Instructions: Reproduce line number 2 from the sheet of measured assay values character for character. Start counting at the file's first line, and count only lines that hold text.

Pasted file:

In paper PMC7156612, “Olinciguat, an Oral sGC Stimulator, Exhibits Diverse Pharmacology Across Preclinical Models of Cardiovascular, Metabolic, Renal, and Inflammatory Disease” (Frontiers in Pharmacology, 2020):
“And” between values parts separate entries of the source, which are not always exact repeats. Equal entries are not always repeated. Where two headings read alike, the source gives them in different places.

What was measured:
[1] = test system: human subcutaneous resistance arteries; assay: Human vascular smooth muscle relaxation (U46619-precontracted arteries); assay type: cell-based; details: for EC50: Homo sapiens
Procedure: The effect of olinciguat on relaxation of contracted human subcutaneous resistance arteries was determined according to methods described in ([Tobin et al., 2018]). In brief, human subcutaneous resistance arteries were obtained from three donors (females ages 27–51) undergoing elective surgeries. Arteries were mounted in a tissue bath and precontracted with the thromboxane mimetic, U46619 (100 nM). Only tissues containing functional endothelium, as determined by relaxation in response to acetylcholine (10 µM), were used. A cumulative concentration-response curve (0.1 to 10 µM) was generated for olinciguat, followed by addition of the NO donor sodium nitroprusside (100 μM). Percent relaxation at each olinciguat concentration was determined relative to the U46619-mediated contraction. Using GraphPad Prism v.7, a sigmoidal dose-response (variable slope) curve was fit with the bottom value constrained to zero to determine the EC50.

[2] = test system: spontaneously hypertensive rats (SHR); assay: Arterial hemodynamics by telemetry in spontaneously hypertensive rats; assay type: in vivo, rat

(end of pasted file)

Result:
“And” between values parts separate entries of the source, which are not always exact repeats. Equal entries are not always repeated. Where two headings read alike, the source gives them in different places.